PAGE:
• I actually up voted the question because I disagree with declawing and because the answers were all against it. SE gets a lot of Google traffic. I would actively welcome these questions so that people who think of declawing their cats get to this site first and realise it is not only ethically dubious but also has serious health implications for their cat. It might make people a lot more likely to refrain from such practices if this is what they see first on a Google search. – ThomasH Oct 11 '13 at 12:02
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I think you hit the core problem yourself, what is commonly accepted in one culture is not acceptable in another.

Things like

  • Declawing cats, very common in the US (according to wikipedia 25% of cars are declawed), but illegal in some jurisidctions here, and looks to be illegal in a few other countires
  • Docking the tail or cropping the ears of a dog, again very common for specific breeds, but is now illegal in many countries, but not yet in the US.
  • Dog fighting (or animal fighting in general) - typically these would not be "pets" so hopefully they won't come up, but this is another practice that is illegal and/or distasteful in many countries, but some countries and cultures actively participate in it.
  • Using a shock collar for training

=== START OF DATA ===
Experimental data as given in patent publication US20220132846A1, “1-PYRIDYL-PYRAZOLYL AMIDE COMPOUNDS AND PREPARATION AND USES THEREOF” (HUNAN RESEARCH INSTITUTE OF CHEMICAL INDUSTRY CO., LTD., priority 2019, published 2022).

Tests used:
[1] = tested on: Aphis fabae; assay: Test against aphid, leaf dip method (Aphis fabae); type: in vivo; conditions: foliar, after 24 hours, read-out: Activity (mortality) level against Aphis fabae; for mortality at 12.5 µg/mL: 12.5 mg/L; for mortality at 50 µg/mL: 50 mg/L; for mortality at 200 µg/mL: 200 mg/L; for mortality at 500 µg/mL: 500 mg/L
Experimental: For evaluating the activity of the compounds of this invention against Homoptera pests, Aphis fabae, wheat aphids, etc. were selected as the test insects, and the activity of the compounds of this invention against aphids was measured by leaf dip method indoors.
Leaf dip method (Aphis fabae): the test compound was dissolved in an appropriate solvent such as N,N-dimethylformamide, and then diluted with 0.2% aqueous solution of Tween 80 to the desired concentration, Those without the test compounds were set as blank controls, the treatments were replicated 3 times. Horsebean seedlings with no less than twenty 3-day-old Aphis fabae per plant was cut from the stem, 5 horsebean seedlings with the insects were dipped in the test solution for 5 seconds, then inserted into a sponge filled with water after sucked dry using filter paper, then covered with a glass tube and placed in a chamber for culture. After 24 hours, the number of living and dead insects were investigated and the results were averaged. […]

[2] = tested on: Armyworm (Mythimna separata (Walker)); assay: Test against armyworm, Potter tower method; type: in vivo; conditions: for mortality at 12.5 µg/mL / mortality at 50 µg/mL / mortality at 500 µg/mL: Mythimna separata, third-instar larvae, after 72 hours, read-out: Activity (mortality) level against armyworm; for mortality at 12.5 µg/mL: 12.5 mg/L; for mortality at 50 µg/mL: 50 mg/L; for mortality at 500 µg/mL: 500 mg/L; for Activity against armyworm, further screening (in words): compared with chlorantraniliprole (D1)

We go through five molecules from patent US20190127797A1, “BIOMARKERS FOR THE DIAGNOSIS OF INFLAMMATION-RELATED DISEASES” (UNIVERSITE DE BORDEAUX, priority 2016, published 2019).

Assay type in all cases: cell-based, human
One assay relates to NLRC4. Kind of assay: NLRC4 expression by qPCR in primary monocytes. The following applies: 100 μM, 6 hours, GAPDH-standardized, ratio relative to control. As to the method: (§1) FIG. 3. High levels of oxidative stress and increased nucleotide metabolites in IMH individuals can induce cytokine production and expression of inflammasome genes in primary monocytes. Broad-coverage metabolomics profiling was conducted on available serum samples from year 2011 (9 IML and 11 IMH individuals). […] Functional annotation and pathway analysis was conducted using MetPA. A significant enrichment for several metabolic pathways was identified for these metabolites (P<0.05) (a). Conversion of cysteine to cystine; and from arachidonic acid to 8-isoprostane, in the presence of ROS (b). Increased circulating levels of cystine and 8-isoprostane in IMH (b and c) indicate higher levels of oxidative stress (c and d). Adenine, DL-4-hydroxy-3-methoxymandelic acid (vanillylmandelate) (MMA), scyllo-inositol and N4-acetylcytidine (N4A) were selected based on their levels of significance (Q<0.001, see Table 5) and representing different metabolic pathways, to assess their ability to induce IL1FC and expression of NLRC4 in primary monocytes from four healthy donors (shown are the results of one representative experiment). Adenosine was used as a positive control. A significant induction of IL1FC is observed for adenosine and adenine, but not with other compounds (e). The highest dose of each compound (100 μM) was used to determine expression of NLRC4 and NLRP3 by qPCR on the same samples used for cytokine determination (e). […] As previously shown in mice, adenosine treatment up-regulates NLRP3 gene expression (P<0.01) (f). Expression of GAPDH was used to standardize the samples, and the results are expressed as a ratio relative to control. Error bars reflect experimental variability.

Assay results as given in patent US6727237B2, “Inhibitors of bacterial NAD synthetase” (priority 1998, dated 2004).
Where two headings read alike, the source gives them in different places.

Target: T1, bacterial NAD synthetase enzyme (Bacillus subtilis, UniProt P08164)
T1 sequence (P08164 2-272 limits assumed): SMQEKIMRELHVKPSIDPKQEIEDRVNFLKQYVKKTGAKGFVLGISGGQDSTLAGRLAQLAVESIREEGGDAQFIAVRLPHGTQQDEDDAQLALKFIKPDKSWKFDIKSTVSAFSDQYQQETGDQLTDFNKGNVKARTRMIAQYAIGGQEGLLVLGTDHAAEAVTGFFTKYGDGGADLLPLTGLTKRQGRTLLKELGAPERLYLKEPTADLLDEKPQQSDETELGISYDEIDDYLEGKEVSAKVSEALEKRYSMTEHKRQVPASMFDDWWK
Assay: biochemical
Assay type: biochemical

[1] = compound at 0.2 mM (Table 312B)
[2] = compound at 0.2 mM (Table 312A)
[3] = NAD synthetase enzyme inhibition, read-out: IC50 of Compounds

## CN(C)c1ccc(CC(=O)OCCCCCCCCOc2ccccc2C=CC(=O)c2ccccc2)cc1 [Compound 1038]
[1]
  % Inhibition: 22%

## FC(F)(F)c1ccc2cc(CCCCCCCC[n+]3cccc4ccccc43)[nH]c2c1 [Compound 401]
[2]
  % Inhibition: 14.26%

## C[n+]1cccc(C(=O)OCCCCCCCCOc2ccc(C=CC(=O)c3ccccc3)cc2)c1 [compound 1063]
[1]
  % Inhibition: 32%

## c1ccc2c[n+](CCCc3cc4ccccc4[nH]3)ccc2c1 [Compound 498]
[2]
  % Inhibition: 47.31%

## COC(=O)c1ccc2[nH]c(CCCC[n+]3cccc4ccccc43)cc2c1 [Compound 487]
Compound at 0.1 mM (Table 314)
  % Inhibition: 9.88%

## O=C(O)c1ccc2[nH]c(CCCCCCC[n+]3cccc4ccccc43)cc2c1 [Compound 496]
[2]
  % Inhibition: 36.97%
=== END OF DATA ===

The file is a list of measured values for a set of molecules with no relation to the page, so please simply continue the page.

• Using corporal punishment to train a dog
  • and I could go on for weeks

I think it is important to avoid reacting with our personal opinions on such, especially in the answers. This simple fact is someone might not actually understand why such a practice is not good for the animal and a calm and objective answer giving the facts is appropriate.

That being said, if we do allow these questions (and I'm not advocating that we not allow them), we will have to understand that the questions themselves will be somewhat argumentative and opinionated because everyone will have a different viewpoint. It might be necessary to step in and try to clean up such posts to focus on objective answers and not "you must hate you dog since you docked his tail" type answers.

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I think opinion questions like this are problematic, and how much the more so when a moral or ethical position is involved. Instead of "is it ethical to do X" I would much rather see "what are the arguments for and against X" -- remove the value judgement from the question and just ask what the considerations are.

I didn't vote to close immediately because I wanted to see if we could work it out in the comments there, but I have now cast that vote.